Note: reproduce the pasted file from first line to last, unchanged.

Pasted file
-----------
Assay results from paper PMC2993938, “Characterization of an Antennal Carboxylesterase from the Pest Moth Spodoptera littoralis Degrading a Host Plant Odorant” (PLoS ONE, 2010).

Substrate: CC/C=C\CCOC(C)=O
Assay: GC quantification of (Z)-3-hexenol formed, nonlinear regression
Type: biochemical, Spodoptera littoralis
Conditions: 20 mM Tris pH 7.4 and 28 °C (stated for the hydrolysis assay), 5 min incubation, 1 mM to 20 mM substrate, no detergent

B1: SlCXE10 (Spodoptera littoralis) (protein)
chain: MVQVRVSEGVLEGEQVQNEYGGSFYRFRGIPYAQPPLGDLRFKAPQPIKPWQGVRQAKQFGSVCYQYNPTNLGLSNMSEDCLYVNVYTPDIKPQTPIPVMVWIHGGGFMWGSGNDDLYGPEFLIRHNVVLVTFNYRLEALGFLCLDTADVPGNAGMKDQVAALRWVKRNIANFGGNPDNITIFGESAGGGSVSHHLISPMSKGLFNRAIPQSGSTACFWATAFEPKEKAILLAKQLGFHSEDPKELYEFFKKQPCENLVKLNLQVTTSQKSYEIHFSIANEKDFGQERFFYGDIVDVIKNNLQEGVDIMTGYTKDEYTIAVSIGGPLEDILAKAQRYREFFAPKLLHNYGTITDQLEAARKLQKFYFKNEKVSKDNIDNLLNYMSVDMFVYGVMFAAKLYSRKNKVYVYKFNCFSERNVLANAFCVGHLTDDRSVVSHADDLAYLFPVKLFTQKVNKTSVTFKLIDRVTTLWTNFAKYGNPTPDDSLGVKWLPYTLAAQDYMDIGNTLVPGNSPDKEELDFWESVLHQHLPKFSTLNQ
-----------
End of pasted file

Assay results from paper PMC2993938, “Characterization of an Antennal Carboxylesterase from the Pest Moth Spodoptera littoralis Degrading a Host Plant Odorant” (PLoS ONE, 2010).

Substrate: CC/C=C\CCOC(C)=O
Assay: GC quantification of (Z)-3-hexenol formed, nonlinear regression
Type: biochemical, Spodoptera littoralis
Conditions: 20 mM Tris pH 7.4 and 28 °C (stated for the hydrolysis assay), 5 min incubation, 1 mM to 20 mM substrate, no detergent

B1: SlCXE10 (Spodoptera littoralis) (protein)
chain: MVQVRVSEGVLEGEQVQNEYGGSFYRFRGIPYAQPPLGDLRFKAPQPIKPWQGVRQAKQFGSVCYQYNPTNLGLSNMSEDCLYVNVYTPDIKPQTPIPVMVWIHGGGFMWGSGNDDLYGPEFLIRHNVVLVTFNYRLEALGFLCLDTADVPGNAGMKDQVAALRWVKRNIANFGGNPDNITIFGESAGGGSVSHHLISPMSKGLFNRAIPQSGSTACFWATAFEPKEKAILLAKQLGFHSEDPKELYEFFKKQPCENLVKLNLQVTTSQKSYEIHFSIANEKDFGQERFFYGDIVDVIKNNLQEGVDIMTGYTKDEYTIAVSIGGPLEDILAKAQRYREFFAPKLLHNYGTITDQLEAARKLQKFYFKNEKVSKDNIDNLLNYMSVDMFVYGVMFAAKLYSRKNKVYVYKFNCFSERNVLANAFCVGHLTDDRSVVSHADDLAYLFPVKLFTQKVNKTSVTFKLIDRVTTLWTNFAKYGNPTPDDSLGVKWLPYTLAAQDYMDIGNTLVPGNSPDKEELDFWESVLHQHLPKFSTLNQ